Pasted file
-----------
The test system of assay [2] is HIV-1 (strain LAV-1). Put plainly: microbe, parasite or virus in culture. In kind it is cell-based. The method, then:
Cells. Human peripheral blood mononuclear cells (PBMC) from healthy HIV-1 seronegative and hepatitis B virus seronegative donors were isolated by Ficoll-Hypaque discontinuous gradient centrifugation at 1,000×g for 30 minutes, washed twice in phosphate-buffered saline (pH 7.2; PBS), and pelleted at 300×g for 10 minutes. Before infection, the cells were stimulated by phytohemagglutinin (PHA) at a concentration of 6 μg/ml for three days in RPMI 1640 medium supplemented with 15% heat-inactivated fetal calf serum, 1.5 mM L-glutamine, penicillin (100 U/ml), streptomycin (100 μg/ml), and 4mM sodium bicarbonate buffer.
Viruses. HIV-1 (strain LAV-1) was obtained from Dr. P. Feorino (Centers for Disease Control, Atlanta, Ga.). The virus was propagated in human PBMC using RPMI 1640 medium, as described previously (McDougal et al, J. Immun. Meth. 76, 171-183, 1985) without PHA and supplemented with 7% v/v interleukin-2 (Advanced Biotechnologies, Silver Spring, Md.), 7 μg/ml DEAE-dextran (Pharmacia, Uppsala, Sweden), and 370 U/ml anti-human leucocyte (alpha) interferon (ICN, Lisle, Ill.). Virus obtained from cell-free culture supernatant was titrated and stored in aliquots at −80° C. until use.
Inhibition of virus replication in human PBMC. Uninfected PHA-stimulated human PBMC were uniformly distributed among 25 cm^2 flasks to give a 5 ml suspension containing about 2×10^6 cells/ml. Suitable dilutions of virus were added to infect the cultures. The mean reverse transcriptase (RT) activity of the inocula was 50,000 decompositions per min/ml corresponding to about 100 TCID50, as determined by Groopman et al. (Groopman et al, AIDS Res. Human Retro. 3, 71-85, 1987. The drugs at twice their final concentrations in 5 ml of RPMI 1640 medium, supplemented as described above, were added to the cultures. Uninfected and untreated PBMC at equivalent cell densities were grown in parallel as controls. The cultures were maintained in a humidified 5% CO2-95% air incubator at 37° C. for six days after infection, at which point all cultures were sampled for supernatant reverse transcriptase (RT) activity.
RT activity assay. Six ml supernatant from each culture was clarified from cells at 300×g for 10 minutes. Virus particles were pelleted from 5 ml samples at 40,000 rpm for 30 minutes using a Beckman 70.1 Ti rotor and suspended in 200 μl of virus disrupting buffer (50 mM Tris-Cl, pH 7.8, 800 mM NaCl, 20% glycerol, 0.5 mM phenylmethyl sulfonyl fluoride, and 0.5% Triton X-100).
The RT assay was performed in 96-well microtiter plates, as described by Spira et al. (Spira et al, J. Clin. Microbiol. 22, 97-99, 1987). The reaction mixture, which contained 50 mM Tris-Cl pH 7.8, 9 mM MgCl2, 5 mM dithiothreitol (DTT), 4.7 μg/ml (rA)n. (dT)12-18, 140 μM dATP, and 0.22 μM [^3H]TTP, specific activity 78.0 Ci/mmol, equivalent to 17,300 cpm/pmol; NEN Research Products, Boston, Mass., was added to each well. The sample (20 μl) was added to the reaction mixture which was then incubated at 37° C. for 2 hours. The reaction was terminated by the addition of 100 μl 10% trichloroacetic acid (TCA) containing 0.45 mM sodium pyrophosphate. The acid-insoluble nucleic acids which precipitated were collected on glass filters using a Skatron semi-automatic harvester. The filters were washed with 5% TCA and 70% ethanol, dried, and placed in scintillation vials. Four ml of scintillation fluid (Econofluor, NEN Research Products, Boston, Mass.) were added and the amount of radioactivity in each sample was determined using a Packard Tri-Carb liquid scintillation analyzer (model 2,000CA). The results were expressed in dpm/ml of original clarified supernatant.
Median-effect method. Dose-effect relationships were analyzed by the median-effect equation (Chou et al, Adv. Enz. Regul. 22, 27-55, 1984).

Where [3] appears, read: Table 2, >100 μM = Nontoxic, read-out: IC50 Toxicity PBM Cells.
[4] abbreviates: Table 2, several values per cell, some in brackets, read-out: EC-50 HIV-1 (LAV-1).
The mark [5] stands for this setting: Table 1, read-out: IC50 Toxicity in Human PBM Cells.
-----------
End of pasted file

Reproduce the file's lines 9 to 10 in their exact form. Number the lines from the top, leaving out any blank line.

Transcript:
[4] abbreviates: Table 2, several values per cell, some in brackets, read-out: EC-50 HIV-1 (LAV-1).
The mark [5] stands for this setting: Table 1, read-out: IC50 Toxicity in Human PBM Cells.